by Meghan Reilly
Terry Francona, manager of the Boston Red Sox from 2004-2011, recently published an excerpt from his book, Francona: The Red Sox Years, in Sports Illustrated. His book, co-written with Dan Shaughnessy, a journalist for The Boston Globe, focuses on his experiences managing the Red Sox.
In this particular excerpt, Francona and Shaughnessy concentrate on the past few years, when the Red Sox went into a slump. According to Francona, in July 2012, they met with officials from NESN to find out why the team’s TV ratings were so low. After hiring a team of consultants, and studying the results, one of the primary reasons NESN felt people, women especially, were losing interest in watching the team play was because the players were not sexy enough. They felt as if the team needed to add some sex appeal.
Theo Epstein, the Red Sox’s general manager at the time was “insulted, amused…and angry” with this finding. However, “In direct response to the pressure from his bosses and the sagging ratings, Epstein went to work to build a sexier team for 2011.”
What is not to be overlooked in this situation is how absurd these men felt it was that women were not watching the Red Sox because the players were not sexy, when, in fact, the exact same problem has plagued women’s sports for years. In many cases, female athletes are not recognized by society and the media unless they exhibit sex appeal. As athletes, women do not only have to prove their athletic ability, but they also have to be attractive to gain respect and attention from male, and female, spectators.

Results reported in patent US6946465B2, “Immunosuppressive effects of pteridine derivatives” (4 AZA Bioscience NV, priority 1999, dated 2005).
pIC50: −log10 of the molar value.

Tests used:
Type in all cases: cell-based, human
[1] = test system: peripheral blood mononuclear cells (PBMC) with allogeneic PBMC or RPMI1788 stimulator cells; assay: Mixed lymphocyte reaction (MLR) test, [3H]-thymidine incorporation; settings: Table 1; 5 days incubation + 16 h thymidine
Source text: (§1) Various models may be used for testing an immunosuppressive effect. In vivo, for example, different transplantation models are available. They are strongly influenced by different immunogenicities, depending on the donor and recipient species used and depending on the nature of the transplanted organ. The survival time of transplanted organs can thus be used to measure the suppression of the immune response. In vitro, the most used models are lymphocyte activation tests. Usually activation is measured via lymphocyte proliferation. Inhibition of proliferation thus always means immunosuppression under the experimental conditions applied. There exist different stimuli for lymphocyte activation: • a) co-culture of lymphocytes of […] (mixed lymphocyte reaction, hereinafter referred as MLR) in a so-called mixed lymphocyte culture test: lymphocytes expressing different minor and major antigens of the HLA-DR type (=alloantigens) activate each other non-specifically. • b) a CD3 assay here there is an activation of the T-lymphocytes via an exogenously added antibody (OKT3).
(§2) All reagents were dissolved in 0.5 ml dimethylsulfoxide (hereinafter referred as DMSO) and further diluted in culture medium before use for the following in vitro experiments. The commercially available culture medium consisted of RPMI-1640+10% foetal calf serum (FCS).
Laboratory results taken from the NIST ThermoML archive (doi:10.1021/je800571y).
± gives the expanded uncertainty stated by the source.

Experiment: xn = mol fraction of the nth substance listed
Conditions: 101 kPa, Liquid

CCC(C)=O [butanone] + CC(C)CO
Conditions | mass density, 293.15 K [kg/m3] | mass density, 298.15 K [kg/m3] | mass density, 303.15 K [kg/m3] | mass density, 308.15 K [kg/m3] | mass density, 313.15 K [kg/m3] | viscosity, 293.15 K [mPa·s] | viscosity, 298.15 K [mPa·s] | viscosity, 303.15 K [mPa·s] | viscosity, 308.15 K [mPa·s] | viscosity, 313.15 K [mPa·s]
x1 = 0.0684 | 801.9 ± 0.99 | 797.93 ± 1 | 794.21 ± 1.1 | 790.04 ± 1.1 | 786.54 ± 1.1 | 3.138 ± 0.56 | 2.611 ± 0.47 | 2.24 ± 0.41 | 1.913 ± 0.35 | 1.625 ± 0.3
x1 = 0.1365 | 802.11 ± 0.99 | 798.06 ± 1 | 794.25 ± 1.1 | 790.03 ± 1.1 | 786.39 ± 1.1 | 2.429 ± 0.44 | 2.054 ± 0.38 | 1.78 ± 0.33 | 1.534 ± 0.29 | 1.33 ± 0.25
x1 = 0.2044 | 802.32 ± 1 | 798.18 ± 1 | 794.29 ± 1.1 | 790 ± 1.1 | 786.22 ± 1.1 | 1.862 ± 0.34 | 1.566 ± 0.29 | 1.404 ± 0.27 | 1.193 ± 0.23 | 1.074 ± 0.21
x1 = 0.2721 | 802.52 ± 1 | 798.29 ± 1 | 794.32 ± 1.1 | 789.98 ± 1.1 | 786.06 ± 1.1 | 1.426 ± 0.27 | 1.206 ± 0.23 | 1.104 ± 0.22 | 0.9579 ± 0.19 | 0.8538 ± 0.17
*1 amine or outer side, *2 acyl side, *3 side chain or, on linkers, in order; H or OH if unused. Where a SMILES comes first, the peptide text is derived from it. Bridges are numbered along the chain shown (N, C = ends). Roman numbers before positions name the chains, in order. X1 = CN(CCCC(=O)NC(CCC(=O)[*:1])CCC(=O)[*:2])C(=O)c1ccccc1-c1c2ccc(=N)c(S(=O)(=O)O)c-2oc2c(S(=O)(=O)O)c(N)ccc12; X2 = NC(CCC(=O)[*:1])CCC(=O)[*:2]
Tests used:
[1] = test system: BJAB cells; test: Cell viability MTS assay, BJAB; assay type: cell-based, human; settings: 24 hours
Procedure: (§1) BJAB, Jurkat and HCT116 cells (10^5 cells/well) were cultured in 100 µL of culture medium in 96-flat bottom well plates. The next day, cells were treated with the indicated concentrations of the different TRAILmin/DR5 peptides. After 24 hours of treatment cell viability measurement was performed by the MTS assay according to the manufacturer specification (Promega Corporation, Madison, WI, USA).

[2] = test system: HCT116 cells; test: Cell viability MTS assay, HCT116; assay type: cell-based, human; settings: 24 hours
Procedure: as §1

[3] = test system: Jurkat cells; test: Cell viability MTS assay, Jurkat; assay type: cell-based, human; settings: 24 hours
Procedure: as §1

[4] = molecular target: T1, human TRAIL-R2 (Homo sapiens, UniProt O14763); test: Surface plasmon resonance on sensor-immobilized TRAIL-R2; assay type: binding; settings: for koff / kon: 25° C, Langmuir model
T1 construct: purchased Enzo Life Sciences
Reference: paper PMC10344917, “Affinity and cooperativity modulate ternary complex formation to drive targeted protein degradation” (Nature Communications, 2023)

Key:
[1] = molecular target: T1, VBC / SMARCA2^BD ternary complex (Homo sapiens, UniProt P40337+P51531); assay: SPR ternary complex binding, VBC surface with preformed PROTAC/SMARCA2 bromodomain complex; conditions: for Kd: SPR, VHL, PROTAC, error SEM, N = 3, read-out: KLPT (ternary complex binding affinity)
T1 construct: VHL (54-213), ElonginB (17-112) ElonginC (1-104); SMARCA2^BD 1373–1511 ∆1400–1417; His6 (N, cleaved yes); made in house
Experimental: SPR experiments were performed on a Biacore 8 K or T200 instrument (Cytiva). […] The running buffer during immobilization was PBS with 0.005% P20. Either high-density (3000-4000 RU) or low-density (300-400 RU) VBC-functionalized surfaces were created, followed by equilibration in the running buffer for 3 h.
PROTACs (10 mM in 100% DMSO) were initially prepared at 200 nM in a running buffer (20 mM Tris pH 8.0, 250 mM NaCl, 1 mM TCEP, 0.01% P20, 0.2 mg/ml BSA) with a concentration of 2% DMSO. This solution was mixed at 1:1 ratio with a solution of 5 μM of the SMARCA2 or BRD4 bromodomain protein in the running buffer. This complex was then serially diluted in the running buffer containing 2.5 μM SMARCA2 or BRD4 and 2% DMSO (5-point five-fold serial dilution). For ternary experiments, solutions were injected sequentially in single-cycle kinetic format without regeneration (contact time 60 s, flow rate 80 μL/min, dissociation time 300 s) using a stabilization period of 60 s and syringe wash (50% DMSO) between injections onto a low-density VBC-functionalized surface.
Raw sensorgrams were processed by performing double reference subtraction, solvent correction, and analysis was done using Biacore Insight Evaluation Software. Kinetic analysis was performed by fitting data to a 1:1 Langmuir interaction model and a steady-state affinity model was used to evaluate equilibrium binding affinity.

The sexualizing of women in sports is evident in the actions of the media. Usually, athletic achievement can be found on the cover of Sports Illustrated, a magazine that has existed for the past 57 years. The magazine comes out with 56 issues a year, few of which have a woman on the cover. According to theatlantic.com, by 2011, excluding the swimsuit issue, a woman had only appeared on the cover 66 times or just over once a year. Several of these covers honor women for their athletic accomplishments, while others call into question the intention of the photograph.
For example, in 2000, tennis star Anna Kournikova appeared on the cover in an orange blouse, wearing her hair down and staring into the camera while hugging a pillow. Nowhere on the cover is there a visual indication that she is a tennis player; it only sports the suggestive headline, “Advantage, Kournikova.” Similarly, Jenny Finch, an Olympic softball pitcher, appeared on the cover wearing a denim skirt and a tank top, exposing her midriff and lower back. The cover declared that SI was throwing a party, and “Jenny Finch will be there.” Although SI spoke to their athletic prowess inside the magazine, the blatant sexualization of these women on the cover of the magazine cannot be overlooked.
Furthermore, female athletes who are not feminine enough are instantly singled out, and their athletic achievements are pushed aside in the sudden onslaught of media attention. For example, Caster Semenya, an Olympic mid-distance runner from South Africa, was forced to undergo gender testing because of her appearance.